Animal research remains a deeply controversial topic in biomedical science. While a vast amount has been written about the ethical status of laboratory animals, far less academic attention has been devoted to the public and, more specifically, to public opinion. Rather than what the public think, this article considers the role of ‘public opinion’. It draws on a recent empirical study which involved interviews with laboratory scientists who use animals in their research, and with other UK stakeholders. The first section of the paper demonstrates that public opinion has become a kind of resource in the animal research debate. Public opinion polls, in particular, are frequently cited. The second section explores this further and argues that, for all sides, appealing to public opinion is a key way to show legitimacy. Finally, the paper shifts gear to consider whether public opinion should matter, both for ethical reasoning and for science policy.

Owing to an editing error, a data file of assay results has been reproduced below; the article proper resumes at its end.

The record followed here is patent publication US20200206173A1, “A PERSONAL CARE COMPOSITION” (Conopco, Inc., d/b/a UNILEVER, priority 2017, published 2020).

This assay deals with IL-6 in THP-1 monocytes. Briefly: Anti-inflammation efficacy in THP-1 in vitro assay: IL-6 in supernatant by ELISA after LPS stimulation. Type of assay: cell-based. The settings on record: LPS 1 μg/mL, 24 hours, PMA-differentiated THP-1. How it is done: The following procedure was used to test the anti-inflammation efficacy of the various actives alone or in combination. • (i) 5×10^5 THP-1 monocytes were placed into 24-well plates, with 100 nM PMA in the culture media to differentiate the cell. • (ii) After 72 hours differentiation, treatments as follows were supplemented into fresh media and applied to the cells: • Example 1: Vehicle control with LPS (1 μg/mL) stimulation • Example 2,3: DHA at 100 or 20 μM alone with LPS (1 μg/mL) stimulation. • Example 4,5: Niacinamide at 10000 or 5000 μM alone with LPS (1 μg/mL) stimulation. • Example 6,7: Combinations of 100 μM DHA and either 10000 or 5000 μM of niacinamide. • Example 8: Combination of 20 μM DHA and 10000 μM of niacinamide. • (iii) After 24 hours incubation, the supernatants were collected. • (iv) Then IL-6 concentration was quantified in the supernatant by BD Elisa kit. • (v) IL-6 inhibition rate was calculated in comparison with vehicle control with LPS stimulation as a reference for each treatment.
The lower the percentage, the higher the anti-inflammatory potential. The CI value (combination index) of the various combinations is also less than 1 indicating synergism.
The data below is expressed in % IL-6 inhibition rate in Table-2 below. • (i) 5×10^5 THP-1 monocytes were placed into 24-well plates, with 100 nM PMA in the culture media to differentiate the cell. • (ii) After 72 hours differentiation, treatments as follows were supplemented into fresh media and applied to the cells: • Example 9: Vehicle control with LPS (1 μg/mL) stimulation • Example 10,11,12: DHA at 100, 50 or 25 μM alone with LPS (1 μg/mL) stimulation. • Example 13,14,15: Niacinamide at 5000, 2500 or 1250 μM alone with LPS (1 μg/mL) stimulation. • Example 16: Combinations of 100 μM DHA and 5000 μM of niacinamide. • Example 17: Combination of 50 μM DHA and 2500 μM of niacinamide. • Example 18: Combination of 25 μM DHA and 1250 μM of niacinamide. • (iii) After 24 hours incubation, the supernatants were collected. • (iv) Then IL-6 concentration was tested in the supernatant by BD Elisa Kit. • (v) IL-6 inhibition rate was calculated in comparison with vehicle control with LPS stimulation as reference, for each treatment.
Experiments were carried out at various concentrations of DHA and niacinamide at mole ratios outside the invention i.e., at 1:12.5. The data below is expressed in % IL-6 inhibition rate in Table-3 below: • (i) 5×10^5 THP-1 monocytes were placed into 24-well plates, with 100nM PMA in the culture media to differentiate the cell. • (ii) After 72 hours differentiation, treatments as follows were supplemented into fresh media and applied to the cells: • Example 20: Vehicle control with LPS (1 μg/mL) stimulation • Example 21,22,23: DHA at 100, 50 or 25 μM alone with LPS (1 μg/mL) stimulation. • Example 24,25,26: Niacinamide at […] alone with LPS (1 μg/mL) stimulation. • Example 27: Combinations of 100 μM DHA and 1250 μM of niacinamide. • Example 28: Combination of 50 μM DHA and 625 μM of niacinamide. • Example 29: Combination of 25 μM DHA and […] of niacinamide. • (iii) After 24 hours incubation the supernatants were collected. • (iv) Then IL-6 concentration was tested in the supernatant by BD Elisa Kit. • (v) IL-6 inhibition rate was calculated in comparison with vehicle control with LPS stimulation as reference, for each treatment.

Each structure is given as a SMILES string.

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Funding This work was supported by a Wellcome Trust fellowship . The funder had no influence on the study design, data collection, analysis or interpretation, report writing, or decision to publish. The views expressed are the author’s own.
Competing interests None.
Provenance and Peer review Not commissioned; externally peer reviewed.
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